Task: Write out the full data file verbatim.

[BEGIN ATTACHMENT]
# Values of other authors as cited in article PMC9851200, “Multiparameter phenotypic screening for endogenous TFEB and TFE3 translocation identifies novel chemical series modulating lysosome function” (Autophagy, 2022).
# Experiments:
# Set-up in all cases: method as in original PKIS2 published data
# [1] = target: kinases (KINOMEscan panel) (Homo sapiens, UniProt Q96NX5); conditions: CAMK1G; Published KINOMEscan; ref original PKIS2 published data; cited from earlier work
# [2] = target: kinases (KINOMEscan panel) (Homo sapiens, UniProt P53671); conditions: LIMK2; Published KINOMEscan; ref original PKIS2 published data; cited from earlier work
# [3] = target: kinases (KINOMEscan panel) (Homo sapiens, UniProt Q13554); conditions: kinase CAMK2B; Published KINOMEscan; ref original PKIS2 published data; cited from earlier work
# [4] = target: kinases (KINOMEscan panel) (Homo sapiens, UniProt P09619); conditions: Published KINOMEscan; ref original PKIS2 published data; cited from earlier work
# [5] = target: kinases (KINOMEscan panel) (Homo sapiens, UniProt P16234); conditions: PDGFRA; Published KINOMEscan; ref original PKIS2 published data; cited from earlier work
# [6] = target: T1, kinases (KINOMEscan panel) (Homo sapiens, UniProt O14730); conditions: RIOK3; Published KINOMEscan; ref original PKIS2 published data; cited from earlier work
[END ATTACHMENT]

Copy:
# Values of other authors as cited in article PMC9851200, “Multiparameter phenotypic screening for endogenous TFEB and TFE3 translocation identifies novel chemical series modulating lysosome function” (Autophagy, 2022).
# Experiments:
# Set-up in all cases: method as in original PKIS2 published data
# [1] = target: kinases (KINOMEscan panel) (Homo sapiens, UniProt Q96NX5); conditions: CAMK1G; Published KINOMEscan; ref original PKIS2 published data; cited from earlier work
# [2] = target: kinases (KINOMEscan panel) (Homo sapiens, UniProt P53671); conditions: LIMK2; Published KINOMEscan; ref original PKIS2 published data; cited from earlier work
# [3] = target: kinases (KINOMEscan panel) (Homo sapiens, UniProt Q13554); conditions: kinase CAMK2B; Published KINOMEscan; ref original PKIS2 published data; cited from earlier work
# [4] = target: kinases (KINOMEscan panel) (Homo sapiens, UniProt P09619); conditions: Published KINOMEscan; ref original PKIS2 published data; cited from earlier work
# [5] = target: kinases (KINOMEscan panel) (Homo sapiens, UniProt P16234); conditions: PDGFRA; Published KINOMEscan; ref original PKIS2 published data; cited from earlier work
# [6] = target: T1, kinases (KINOMEscan panel) (Homo sapiens, UniProt O14730); conditions: RIOK3; Published KINOMEscan; ref original PKIS2 published data; cited from earlier work